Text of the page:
Postal Worker Test Preparation: All About 473 (page 3)

By — McGraw-Hill Professional
Updated on Jun 23, 2011

Part B: Forms Completion

In Part B, your job is to answer a total of 30 questions involving a series of simulated Postal Service forms, such as mailing receipts and shipping instructions. The questions are designed to gauge your ability to complete standard Postal Service forms accurately and properly. More specifically, the questions gauge your ability to fill in the various fields (lines and boxes) on the form with the appropriate information for each field.

Expect to encounter about five different forms on Part B, each one accompanied by about 5 to 7 questions based on the form. For each of the 30 questions, you are given four answer choices: (A), (B), (C), and (D). Some questions ask where certain information should be entered on the form, while other questions ask what types of entries are appropriate for particular fields (lines or boxes) on the form.

Part C: Coding and Memory

Part C is essentially a mail-sorting exercise, in which your job is to assign various street addresses to one of four delivery routes, lettered A, B, C, and D, according to a Coding Guide. Part C is divided into two sections: a Coding Section, which consists of 36 addresses to be coded in 6 minutes, and a Memory Section, which consists of 36 addresses to be coded in 7 minutes. During the Coding Section, you can refer to the Coding Guide, but during the Memory Section, you can’t. (That’s why it’s called the Memory Section.) You will use the same Coding Guide for both sections of Part C.

In each of the two sections of Part C, before you code the 36 scored items, you’ll attempt a series of brief, timed practice exercises to familiarize yourself with the Coding Guide. Thus, the total time for Part C is greater than the 13 minutes allowed for the two scored segments.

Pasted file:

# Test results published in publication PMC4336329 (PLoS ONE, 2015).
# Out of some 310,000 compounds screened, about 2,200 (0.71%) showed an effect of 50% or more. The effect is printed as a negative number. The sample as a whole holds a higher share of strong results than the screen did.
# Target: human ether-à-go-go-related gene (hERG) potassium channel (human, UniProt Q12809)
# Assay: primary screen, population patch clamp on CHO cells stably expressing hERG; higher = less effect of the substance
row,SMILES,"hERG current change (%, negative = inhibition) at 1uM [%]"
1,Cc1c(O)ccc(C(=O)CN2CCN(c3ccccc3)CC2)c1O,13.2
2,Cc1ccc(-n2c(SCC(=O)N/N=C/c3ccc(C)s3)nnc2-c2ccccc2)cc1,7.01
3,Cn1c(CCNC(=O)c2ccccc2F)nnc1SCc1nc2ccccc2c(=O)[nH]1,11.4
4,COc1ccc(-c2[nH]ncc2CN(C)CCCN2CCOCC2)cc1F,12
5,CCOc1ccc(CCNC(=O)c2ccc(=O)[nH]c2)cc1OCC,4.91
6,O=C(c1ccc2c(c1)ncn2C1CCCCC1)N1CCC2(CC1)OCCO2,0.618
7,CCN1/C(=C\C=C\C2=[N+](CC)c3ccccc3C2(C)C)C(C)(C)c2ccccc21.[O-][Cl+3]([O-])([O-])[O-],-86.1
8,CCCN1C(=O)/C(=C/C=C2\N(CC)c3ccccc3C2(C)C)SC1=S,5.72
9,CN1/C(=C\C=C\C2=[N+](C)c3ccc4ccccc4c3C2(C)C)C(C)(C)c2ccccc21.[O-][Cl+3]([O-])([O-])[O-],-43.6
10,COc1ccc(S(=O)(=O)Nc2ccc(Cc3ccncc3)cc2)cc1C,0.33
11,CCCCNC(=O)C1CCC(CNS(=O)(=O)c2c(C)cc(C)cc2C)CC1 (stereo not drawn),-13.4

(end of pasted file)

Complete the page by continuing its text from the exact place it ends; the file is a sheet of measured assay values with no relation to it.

Part D: Personal Characteristics and Experience Inventory

In Part D, you have 90 minutes to answer 236 questions. The questions in Part D are designed to assess all the various personal characteristics, preferences, and experiences that are relevant to working effectively as an employee of the Postal Service. Part D actually consists of two sections: Personal Characteristics (160 questions) and Experience (76 questions). The Personal Characteristics section contains two basic types of questions. In one type, your job is to identify the extent to which you agree or disagree with a given statement by selecting one of four answer choices: (A) strongly agree, (B) agree, (C) disagree, or (D) strongly disagree. In the other question type, you identify the frequency with which the description fits you by selecting one of four choices: (A) very often, (B) often, (C) sometimes, or (D) rarely or never. The Experience section is designed to gauge your experience in areas relevant to performing effectively as a Postal Service employee. In this section, the response choices vary from one question to the next.

Note: There is no “correct” answer to any question in Part D. However, Part D is scored. How it is scored is a well-guarded USPS secret.

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